Facial expressions can dramatically alter the appearance of results. Even without surgery, smiling can lift the cheeks and minimize jowls, notes Dr. Chance, so people should wear neutral expressions in B&As. This can be tricky, since satisfied patients may feel inclined to express joy in their afters and surgeons often encourage it. In a facelift before photo, you might notice that the patient looks “a little bit mournful,” Dr. Chance says, due to the downward direction of the mouth and jowls. But following a facelift, “some people look happy even without smiling,” she adds. In short, you can better ascertain the true effects of a lift — the cheek elevation, lessening of folds around the mouth, smoothing of the jawline — with the face at rest.

A ruse commonly used in lower blepharoplasty and undereye filler posts: “The before photo has patients looking up, which makes the fat herniation [or eye bag] more pronounced,” says Dr. Mahmood, “and the after has them looking straight ahead or down.” When you’re comparing two pictures, make sure the gaze is consistent.

It’s not unusual, or especially scandalous, to see makeup in an after photo, but it’s not ideal either. Some surgeons look past it, recognizing that patients are sometimes reluctant to remove makeup for midday photo shoots. Dr. Soares believes doctors should note in captions if patients are wearing makeup in afters, even if it’s obvious, just to be totally transparent.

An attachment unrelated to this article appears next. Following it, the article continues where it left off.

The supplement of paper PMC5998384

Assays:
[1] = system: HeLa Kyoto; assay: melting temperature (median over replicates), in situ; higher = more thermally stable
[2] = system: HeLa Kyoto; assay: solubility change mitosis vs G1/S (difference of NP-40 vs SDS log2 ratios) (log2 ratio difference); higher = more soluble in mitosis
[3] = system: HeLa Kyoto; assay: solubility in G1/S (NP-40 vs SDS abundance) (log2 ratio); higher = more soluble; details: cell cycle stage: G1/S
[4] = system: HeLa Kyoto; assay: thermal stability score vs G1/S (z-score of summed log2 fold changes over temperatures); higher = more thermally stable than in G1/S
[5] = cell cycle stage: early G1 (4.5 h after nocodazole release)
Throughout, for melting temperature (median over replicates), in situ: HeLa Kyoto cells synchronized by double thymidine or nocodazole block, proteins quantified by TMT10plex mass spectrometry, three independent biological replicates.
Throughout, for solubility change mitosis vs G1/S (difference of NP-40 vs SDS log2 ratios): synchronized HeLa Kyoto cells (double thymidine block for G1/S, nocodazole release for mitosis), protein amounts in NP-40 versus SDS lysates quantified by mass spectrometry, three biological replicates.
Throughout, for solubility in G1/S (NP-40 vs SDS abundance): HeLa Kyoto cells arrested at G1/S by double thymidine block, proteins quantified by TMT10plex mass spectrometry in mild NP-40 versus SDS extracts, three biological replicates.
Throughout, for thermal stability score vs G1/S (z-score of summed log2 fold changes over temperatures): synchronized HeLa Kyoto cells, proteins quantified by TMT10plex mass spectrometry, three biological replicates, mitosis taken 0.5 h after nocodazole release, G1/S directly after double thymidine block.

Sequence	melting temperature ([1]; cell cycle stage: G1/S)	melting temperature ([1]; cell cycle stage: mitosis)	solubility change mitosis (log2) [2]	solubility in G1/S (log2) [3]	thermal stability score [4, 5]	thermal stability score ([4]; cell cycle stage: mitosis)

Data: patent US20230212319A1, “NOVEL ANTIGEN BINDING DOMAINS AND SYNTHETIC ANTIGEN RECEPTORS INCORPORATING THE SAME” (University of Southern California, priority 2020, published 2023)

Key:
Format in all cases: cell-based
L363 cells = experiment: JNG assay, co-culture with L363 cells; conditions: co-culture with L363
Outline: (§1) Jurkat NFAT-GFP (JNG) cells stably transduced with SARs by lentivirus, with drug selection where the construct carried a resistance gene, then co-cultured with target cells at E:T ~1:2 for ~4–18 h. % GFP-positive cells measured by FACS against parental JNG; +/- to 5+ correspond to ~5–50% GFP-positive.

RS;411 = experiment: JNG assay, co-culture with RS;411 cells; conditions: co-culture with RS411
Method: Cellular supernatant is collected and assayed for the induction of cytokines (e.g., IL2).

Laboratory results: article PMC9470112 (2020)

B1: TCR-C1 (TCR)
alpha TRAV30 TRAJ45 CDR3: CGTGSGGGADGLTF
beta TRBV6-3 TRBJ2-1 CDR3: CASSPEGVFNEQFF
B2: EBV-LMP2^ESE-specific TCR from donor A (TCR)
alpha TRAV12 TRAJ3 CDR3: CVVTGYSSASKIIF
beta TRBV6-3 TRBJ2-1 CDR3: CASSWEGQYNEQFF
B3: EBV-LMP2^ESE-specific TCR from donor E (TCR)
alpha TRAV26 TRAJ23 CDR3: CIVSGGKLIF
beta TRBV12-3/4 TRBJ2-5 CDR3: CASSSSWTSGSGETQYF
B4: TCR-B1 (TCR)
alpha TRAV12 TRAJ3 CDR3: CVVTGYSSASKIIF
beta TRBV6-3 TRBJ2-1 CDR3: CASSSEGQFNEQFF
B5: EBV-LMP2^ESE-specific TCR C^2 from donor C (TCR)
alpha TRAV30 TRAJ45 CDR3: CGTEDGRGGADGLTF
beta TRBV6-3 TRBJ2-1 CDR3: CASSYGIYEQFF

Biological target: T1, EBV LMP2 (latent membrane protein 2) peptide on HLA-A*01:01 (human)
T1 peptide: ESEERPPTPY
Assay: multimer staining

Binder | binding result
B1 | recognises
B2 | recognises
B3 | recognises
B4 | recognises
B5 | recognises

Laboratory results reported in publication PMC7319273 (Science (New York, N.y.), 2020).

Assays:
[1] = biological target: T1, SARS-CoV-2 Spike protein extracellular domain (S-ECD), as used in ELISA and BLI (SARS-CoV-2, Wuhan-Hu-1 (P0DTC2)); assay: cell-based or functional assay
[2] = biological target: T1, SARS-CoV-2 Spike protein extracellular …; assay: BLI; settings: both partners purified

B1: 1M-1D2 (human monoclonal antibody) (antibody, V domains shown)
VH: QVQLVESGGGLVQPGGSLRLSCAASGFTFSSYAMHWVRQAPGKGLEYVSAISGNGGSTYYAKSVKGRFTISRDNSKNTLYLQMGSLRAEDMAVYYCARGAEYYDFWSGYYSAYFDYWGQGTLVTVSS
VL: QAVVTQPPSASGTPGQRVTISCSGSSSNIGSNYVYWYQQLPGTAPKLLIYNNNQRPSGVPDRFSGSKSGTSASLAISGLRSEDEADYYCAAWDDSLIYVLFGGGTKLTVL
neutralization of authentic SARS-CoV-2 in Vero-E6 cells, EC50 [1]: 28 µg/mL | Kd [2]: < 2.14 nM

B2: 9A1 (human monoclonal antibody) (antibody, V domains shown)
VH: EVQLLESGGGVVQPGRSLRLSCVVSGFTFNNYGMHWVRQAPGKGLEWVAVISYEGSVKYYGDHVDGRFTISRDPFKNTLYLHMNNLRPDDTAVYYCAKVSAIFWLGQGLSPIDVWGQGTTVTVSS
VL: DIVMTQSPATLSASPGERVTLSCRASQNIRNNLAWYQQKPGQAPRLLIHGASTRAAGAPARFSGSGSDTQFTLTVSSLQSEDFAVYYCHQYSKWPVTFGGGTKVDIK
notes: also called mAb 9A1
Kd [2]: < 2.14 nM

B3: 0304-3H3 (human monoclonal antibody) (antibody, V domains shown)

Hairstyles should be alike in B&As. In facelift photos, in particular, hair should be pulled or tucked back so as not to obscure the scars that follow the natural curves of the ear.

The angles from which a patient is photographed can vary by procedure, as some perspectives are specific to certain surgeries. Explains Dr. Teitelbaum, while the up-the-nose “worm’s-eye view” is relevant for rhinoplasty, “the bent-over view is critical with abdominal work, because it’s the best way to evaluate the degree of improvement.”

For every procedure, doctors should show multiple angles — front, lateral (both sides in profile), and three-quarter oblique views (left and right), at minimum — because each view has something to offer. With breast surgery, for instance, the straight-on shot lets you judge symmetry, Dr. Teitelbaum says, while the lateral views show if the upper and lower portions of the breast are well-balanced.

The oblique view tends to be most forgiving. “If you’re only seeing one or two angles,” advises Dr. Roostaeian, “ask the surgeon to see the others.”

Surgical afters taken prior to several months post-op can’t be interpreted as true results, due to residual swelling and tissue changes that are still occurring. In fact, says Dr. Teitelbaum, “the outcome of today’s current work won’t be known for a few years.”